Hoboken Mayor Ravi Bhalla and 1st Ward challenger Migdalia Pagan-Milano are taking aim at Councilman Mike DeFusco ahead of tonight’s council meeting where the governing body is expected to vote on a resolution regarding the city’s pay-to-play laws.
“In my run for Mayor, I chose to abide by these [pay-to-play] rules, did not take a penny above the legal limit and rejected contributions from developers in Hoboken because it was the law and the right thing to do,” Bhalla said in a mass email that was sent yesterday.
“However, one of my opponents – Councilman DeFusco – chose to ignore Hoboken’s laws and regulations by taking tens of thousands of dollars above the legal limit from special interest groups and developers.”
Bhalla continued that he’s urging the council as a whole to approve tonight’s resolution, introduced by Council members-at-Large James Doyle and Emily Jabbour, that hopes to reinforce the city’s pay-to-play laws.
As HCV first reported, the City of Hoboken solicited a legal opinion from outside counsel on their pay-to-play laws, which called the regulations unenforceable and potentially unconstitutional – more than enough grounds for a repeal.
However, city officials have said they will not consider making any changes to the pay-to-play laws until after the November 5th municipal elections, where all six ward council seats are up for grabs.
“This is a very simple issue – the Council will either vote to uphold our laws or they will choose to ignore them for their own benefit,” Bhalla concluded in the email.
Also piling on was Pagan-Milano, who criticized DeFusco for allegedly yet to accept a pledge to “stamp out election fraud.”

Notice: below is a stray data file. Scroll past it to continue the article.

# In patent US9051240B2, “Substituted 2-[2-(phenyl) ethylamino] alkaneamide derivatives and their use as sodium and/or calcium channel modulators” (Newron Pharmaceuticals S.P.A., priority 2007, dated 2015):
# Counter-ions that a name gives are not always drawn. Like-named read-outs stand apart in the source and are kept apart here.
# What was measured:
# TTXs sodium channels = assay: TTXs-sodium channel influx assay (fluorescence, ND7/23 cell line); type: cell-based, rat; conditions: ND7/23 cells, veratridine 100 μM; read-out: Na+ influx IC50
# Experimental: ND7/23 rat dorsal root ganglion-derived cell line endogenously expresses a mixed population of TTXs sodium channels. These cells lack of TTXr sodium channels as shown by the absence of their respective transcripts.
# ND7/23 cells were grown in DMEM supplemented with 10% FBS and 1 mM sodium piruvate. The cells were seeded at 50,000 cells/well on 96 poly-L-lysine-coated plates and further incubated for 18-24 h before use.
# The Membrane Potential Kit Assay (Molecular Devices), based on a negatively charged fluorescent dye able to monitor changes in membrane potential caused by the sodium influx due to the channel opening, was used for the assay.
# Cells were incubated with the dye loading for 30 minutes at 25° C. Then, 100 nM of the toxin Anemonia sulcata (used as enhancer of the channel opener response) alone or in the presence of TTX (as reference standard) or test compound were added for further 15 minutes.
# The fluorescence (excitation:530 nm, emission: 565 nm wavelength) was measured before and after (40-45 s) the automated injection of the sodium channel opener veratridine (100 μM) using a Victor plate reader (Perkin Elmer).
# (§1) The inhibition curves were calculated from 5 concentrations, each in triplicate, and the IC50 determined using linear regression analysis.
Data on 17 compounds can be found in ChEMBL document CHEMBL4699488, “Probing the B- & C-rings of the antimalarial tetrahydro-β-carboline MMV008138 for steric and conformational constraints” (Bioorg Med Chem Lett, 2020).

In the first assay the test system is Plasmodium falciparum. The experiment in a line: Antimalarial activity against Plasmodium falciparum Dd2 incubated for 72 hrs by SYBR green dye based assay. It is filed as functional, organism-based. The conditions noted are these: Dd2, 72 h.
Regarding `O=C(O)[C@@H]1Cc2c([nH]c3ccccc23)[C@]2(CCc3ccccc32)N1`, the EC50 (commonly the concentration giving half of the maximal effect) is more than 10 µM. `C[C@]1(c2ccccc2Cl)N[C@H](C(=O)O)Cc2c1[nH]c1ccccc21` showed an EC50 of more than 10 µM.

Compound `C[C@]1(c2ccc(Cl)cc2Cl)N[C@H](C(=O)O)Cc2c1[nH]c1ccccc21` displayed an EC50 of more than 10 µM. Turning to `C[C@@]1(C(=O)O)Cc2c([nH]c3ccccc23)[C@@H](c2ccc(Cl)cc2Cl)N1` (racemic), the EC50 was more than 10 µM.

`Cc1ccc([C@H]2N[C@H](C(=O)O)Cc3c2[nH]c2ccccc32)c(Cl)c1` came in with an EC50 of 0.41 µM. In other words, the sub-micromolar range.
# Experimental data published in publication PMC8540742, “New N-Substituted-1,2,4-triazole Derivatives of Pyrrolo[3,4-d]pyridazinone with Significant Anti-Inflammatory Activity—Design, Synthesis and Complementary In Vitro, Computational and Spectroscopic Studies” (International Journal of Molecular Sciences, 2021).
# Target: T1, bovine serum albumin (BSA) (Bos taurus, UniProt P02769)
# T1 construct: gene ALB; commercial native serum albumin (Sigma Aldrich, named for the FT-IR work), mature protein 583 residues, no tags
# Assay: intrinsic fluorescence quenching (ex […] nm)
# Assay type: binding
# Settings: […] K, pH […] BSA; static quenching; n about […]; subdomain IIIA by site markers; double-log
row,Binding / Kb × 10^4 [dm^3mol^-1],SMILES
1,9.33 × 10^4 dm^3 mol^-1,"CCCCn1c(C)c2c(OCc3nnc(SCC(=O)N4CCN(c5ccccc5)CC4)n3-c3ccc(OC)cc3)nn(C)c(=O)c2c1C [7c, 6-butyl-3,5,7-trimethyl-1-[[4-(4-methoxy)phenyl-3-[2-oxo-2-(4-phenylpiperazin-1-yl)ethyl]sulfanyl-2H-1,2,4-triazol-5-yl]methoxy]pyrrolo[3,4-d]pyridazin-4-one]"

“It is disappointing that Councilman DeFusco has so far refused to sign-on to our pledge, protecting the integrity of Hoboken elections, especially given that one of his largest political contributors, Frank Raia was the mastermind of the cash for votes scheme and his former campaign manager, Ryan Yacco, was at the heart of the operation,” she said.
“I call on him to do so today.”
Raia, a longtime politico, was convicted of vote-by-mail fraud in connection to the 2013 municipal elections in June and DeFusco donated away the $9,400 his campaign received from Raia in 2017 in the subsequent days.
DeFusco responded that he accepted the pledge, created by Hoboken Housing Authority Vice Chair James Sanford, back on September 9th, which appeared to be verified by an email from the councilman that said “please consider this response as an official my acceptance of your initiative.”
However, Sanford requested that all candidates sign a written pledge form, which DeFusco is yet to do, Sanford said.
DeFusco added that the mayor and his allies decided to go on offense as an attempt to distract from a super PAC, NJ Community Initiatives, getting involved in the Hoboken council races.
“This is another attempt by the mayor and his council slate to distract voters away from the politically connected Super PAC supporting their campaigns. The facts here speak for themselves, I accepted Mr. Sanford’s request the same day he contacted City Council members,” DeFusco stated.
“Instead of looking to manufacture misleading headlines, perhaps my opponent should try running a campaign based on policy and integrity by denouncing the influence of dark money in our local election.”
The Hoboken City Council meets at City Hall, 94 Washington St., at 7 p.m. in what promises to be another contentious session in the midst of election season.